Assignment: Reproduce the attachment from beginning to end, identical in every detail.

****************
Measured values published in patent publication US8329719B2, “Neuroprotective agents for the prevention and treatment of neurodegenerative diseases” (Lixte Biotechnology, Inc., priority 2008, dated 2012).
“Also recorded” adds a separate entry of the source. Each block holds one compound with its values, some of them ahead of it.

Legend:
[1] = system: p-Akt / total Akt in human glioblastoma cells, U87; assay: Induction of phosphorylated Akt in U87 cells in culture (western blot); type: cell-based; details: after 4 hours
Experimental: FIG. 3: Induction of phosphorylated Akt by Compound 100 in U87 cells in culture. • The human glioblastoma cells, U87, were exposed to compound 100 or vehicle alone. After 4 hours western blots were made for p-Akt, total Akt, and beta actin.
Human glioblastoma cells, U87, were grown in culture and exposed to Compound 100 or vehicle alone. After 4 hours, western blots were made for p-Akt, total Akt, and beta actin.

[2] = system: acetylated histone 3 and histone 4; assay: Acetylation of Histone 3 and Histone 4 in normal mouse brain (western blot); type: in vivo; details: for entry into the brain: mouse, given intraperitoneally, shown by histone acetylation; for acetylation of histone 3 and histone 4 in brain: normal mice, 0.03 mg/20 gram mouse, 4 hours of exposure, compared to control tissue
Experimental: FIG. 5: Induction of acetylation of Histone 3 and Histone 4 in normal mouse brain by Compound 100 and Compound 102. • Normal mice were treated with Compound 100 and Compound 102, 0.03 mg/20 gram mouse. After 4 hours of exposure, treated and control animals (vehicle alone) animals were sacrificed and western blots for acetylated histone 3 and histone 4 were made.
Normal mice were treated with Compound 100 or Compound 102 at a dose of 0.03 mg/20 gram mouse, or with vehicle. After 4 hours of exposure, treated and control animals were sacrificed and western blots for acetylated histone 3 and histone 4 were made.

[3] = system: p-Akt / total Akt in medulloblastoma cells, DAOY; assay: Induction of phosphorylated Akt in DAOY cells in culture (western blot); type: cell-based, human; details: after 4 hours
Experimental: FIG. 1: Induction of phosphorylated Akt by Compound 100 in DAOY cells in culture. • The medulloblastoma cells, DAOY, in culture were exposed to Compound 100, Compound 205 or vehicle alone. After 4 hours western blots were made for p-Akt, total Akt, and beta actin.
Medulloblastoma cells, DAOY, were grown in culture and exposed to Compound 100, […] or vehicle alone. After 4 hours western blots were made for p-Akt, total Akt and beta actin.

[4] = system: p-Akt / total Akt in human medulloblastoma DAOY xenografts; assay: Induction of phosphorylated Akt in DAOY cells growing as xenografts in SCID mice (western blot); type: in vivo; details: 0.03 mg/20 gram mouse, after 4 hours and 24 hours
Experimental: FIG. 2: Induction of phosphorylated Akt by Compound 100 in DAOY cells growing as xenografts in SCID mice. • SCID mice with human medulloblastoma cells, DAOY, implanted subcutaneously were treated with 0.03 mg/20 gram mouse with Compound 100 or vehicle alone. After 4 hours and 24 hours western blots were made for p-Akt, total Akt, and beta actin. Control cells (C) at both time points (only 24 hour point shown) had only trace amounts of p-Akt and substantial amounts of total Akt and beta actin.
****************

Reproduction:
Measured values published in patent publication US8329719B2, “Neuroprotective agents for the prevention and treatment of neurodegenerative diseases” (Lixte Biotechnology, Inc., priority 2008, dated 2012).
“Also recorded” adds a separate entry of the source. Each block holds one compound with its values, some of them ahead of it.

Legend:
[1] = system: p-Akt / total Akt in human glioblastoma cells, U87; assay: Induction of phosphorylated Akt in U87 cells in culture (western blot); type: cell-based; details: after 4 hours
Experimental: FIG. 3: Induction of phosphorylated Akt by Compound 100 in U87 cells in culture. • The human glioblastoma cells, U87, were exposed to compound 100 or vehicle alone. After 4 hours western blots were made for p-Akt, total Akt, and beta actin.
Human glioblastoma cells, U87, were grown in culture and exposed to Compound 100 or vehicle alone. After 4 hours, western blots were made for p-Akt, total Akt, and beta actin.

[2] = system: acetylated histone 3 and histone 4; assay: Acetylation of Histone 3 and Histone 4 in normal mouse brain (western blot); type: in vivo; details: for entry into the brain: mouse, given intraperitoneally, shown by histone acetylation; for acetylation of histone 3 and histone 4 in brain: normal mice, 0.03 mg/20 gram mouse, 4 hours of exposure, compared to control tissue
Experimental: FIG. 5: Induction of acetylation of Histone 3 and Histone 4 in normal mouse brain by Compound 100 and Compound 102. • Normal mice were treated with Compound 100 and Compound 102, 0.03 mg/20 gram mouse. After 4 hours of exposure, treated and control animals (vehicle alone) animals were sacrificed and western blots for acetylated histone 3 and histone 4 were made.
Normal mice were treated with Compound 100 or Compound 102 at a dose of 0.03 mg/20 gram mouse, or with vehicle. After 4 hours of exposure, treated and control animals were sacrificed and western blots for acetylated histone 3 and histone 4 were made.

[3] = system: p-Akt / total Akt in medulloblastoma cells, DAOY; assay: Induction of phosphorylated Akt in DAOY cells in culture (western blot); type: cell-based, human; details: after 4 hours
Experimental: FIG. 1: Induction of phosphorylated Akt by Compound 100 in DAOY cells in culture. • The medulloblastoma cells, DAOY, in culture were exposed to Compound 100, Compound 205 or vehicle alone. After 4 hours western blots were made for p-Akt, total Akt, and beta actin.
Medulloblastoma cells, DAOY, were grown in culture and exposed to Compound 100, […] or vehicle alone. After 4 hours western blots were made for p-Akt, total Akt and beta actin.

[4] = system: p-Akt / total Akt in human medulloblastoma DAOY xenografts; assay: Induction of phosphorylated Akt in DAOY cells growing as xenografts in SCID mice (western blot); type: in vivo; details: 0.03 mg/20 gram mouse, after 4 hours and 24 hours
Experimental: FIG. 2: Induction of phosphorylated Akt by Compound 100 in DAOY cells growing as xenografts in SCID mice. • SCID mice with human medulloblastoma cells, DAOY, implanted subcutaneously were treated with 0.03 mg/20 gram mouse with Compound 100 or vehicle alone. After 4 hours and 24 hours western blots were made for p-Akt, total Akt, and beta actin. Control cells (C) at both time points (only 24 hour point shown) had only trace amounts of p-Akt and substantial amounts of total Akt and beta actin.